INCLUDE "game/collision/c_snowman.asm"
    INCLUDE "game/collision/c_badtoy.asm"

Now, if the entire program and its data were small enough to fit into the default segment, then I'd be done. However, as the size of the program increases and reaches or exceeds the limits of the default segment, my first strategy is to split it into "Code" and "Data" segments. For this I have a handy macro that just injects the necessary ORG directive to switch segments. My "default" segments are typically the default for "Code" and the largest one available for "Data". Following the CART.MAC memory map, it'll be segments #0 and #2, respectively:

; --------------------------------------
; Memory map for 42K ROM cartridge
; --------------------------------------
;   SEGMENT     RANGE
;      0        $5000 - $6FFF :  8K  <-- Code
;      1        $A000 - $BFFF :  8K
;      2        $C040 - $FFFF : 16K  <-- Data
;      3        $2000 - $2FFF :  4K
;      4        $7100 - $7FFF :  4K
;      5        $4800 - $4FFF :  2K

  • As the code and data modules grow, I start breaking up my module groups and placing them in different segments. I don't give it much thought, just pick the next segment available and split the modules between them.

 

My main module then starts to look like this:

;; ======================================================================== ;;
;;  DATA                                                                    ;;
;; ======================================================================== ;;

    ; BACKGROUND DATA
    ROMSEG  2    ; Use Segment #2

    INCLUDE "data/intro/intro_drops.dat"
    INCLUDE "data/intro/intro_btab.dat"
    INCLUDE "data/scene/scene_gift_btab.dat"
    INCLUDE "data/scene/scene_trap_btab.dat"
    INCLUDE "data/scene/scene_title_btab.dat"
    INCLUDE "data/maze/maze_base.dat"
    INCLUDE "data/maze/maze_info.dat"
    INCLUDE "data/maze/maze_btab.dat"
    INCLUDE "data/maze/maze_vmap.dat"
    INCLUDE "data/menu/menu_btab.dat"

    ; AUTO-PILOT SCRIPTS
    INCLUDE "data/scripts/aps_winner.aps"
    INCLUDE "data/scripts/aps_seq_1.aps"
    INCLUDE "data/scripts/aps_seq_2.aps"
    INCLUDE "data/scripts/aps_seq_3.aps"
    INCLUDE "data/scripts/aps_seq_4.aps"
    INCLUDE "data/scripts/aps_seq_5.aps"
    INCLUDE "data/scripts/aps_seq_6.aps"
    INCLUDE "data/scripts/aps_seq_7.aps"
    INCLUDE "data/scripts/aps_seq_8.aps"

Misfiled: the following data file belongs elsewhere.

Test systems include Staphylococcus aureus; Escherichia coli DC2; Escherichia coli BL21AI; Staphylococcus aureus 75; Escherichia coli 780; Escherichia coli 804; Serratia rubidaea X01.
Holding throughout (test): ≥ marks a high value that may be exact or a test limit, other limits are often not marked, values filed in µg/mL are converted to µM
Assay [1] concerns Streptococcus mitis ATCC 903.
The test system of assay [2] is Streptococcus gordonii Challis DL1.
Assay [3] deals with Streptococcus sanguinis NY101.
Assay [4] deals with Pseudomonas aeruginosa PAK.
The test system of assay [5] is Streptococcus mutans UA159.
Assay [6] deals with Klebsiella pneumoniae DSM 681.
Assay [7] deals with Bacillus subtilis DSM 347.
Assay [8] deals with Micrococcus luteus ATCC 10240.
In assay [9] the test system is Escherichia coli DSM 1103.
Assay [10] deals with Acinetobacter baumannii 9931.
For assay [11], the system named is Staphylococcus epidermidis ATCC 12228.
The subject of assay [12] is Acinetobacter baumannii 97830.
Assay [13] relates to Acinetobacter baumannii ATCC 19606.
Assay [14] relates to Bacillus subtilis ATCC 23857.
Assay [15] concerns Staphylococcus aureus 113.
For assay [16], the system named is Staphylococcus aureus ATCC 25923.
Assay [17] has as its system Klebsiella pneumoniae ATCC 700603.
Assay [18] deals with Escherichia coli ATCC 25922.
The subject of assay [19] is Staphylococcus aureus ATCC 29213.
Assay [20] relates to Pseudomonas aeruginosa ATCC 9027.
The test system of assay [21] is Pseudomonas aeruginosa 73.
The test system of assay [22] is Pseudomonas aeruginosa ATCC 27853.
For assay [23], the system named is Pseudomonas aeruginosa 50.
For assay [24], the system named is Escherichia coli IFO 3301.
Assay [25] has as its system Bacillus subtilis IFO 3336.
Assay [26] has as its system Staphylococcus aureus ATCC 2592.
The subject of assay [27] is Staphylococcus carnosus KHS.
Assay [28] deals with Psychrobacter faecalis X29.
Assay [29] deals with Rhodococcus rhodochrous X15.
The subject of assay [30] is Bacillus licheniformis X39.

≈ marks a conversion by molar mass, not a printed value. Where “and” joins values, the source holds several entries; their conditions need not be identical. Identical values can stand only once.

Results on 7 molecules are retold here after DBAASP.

INCLUDE "data/scripts/aps_elf.aps"

;; ======================================================================== ;;
;;  CODE                                                                    ;;
;; ======================================================================== ;;

    ; UTILITIES
    ROMSEG  0    ; Use Segment #0

    INCLUDE "util/stic_util.asm"
    INCLUDE "util/ctrl_util.asm"
    INCLUDE "util/sprite_util.asm"
    INCLUDE "util/vmap_util.asm"
    INCLUDE "util/level_util.asm"
    INCLUDE "util/str_util.asm"
    INCLUDE "util/intro_util.asm"
    INCLUDE "util/task_util.asm"
    INCLUDE "util/random_util.asm"

  • As I start reaching the limits of the initial segments, I start playing what I call "musical ROM segments" :grin:, which is pretty much just shuffling stuff around until I get a successful build.
  • On a pinch, I could calculate the size of a module and see where I can squeeze it. For data modules, this is rather straightforward since it's a matter of counting the DECLEs (DATA statements). However, this is seldom necessary (at least to me), since I can just easily move the INCLUDE directives around and get it out of the way.
  • Obviously I need to mind any dependencies between modules. However, in practice, this is not really an issue and I mainly try to keep the modules small and concise for this reason.

Eventually, my main module stars to get messy with the ROMSEG directive as I shuffle stuff around, but it is still easy to follow and group all modules, and does not require much thought or cognitive burden. This is an excerpt of my final source, for illustration:

;; ======================================================================== ;;
;;  BACKGROUND DATA                                                         ;;
;; ======================================================================== ;;
    ROMSEG  1
    INCLUDE "data/intro/intro_btab.dat"
    INCLUDE "data/scene/scene_trap_btab.dat"
    INCLUDE "data/scene/scene_gift_btab.dat"

    ROMSEG  4
    INCLUDE "data/intro/intro_drops.dat"

    ROMSEG  0
    INCLUDE "data/scene/scene_title_btab.dat"

    ROMSEG  2
    INCLUDE "data/maze/maze_base.dat"
    INCLUDE "data/maze/maze_info.dat"
    INCLUDE "data/maze/maze_btab.dat"
    INCLUDE "data/maze/maze_vmap.dat"
    INCLUDE "data/menu/menu_btab.dat"